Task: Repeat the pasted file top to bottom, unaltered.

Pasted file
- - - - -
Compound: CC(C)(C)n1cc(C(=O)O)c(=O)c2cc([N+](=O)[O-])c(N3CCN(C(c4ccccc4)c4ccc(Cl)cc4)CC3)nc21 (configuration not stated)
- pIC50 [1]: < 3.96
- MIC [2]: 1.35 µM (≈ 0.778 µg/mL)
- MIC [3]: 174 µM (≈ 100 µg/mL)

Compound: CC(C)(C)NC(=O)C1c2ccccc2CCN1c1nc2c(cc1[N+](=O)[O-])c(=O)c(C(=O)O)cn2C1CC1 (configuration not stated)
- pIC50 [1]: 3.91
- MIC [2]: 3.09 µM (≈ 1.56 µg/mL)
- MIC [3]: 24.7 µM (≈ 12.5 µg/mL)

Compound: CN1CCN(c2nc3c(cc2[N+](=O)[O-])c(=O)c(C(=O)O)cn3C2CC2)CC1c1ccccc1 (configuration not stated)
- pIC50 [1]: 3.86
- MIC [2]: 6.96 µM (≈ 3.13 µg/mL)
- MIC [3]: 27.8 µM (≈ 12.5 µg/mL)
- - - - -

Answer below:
Compound: CC(C)(C)n1cc(C(=O)O)c(=O)c2cc([N+](=O)[O-])c(N3CCN(C(c4ccccc4)c4ccc(Cl)cc4)CC3)nc21 (configuration not stated)
- pIC50 [1]: < 3.96
- MIC [2]: 1.35 µM (≈ 0.778 µg/mL)
- MIC [3]: 174 µM (≈ 100 µg/mL)

Compound: CC(C)(C)NC(=O)C1c2ccccc2CCN1c1nc2c(cc1[N+](=O)[O-])c(=O)c(C(=O)O)cn2C1CC1 (configuration not stated)
- pIC50 [1]: 3.91
- MIC [2]: 3.09 µM (≈ 1.56 µg/mL)
- MIC [3]: 24.7 µM (≈ 12.5 µg/mL)

Compound: CN1CCN(c2nc3c(cc2[N+](=O)[O-])c(=O)c(C(=O)O)cn3C2CC2)CC1c1ccccc1 (configuration not stated)
- pIC50 [1]: 3.86
- MIC [2]: 6.96 µM (≈ 3.13 µg/mL)
- MIC [3]: 27.8 µM (≈ 12.5 µg/mL)